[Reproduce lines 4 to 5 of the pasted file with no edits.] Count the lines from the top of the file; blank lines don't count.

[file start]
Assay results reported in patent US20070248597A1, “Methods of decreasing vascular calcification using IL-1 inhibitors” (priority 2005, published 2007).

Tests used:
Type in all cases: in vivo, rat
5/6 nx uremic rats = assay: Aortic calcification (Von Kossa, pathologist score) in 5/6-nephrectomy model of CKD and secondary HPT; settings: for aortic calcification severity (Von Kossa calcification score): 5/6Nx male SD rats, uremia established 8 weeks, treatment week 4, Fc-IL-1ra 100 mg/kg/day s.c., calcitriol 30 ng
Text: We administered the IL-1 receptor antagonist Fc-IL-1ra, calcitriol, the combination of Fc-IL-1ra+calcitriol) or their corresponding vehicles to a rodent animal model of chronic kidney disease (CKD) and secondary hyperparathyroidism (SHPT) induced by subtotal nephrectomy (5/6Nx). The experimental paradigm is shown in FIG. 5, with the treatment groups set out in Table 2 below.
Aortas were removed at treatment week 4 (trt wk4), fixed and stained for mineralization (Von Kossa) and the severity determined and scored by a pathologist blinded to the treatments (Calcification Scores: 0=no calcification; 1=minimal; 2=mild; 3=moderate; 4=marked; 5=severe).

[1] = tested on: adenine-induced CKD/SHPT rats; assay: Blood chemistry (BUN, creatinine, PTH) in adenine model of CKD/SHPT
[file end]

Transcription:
5/6 nx uremic rats = assay: Aortic calcification (Von Kossa, pathologist score) in 5/6-nephrectomy model of CKD and secondary HPT; settings: for aortic calcification severity (Von Kossa calcification score): 5/6Nx male SD rats, uremia established 8 weeks, treatment week 4, Fc-IL-1ra 100 mg/kg/day s.c., calcitriol 30 ng
Text: We administered the IL-1 receptor antagonist Fc-IL-1ra, calcitriol, the combination of Fc-IL-1ra+calcitriol) or their corresponding vehicles to a rodent animal model of chronic kidney disease (CKD) and secondary hyperparathyroidism (SHPT) induced by subtotal nephrectomy (5/6Nx). The experimental paradigm is shown in FIG. 5, with the treatment groups set out in Table 2 below.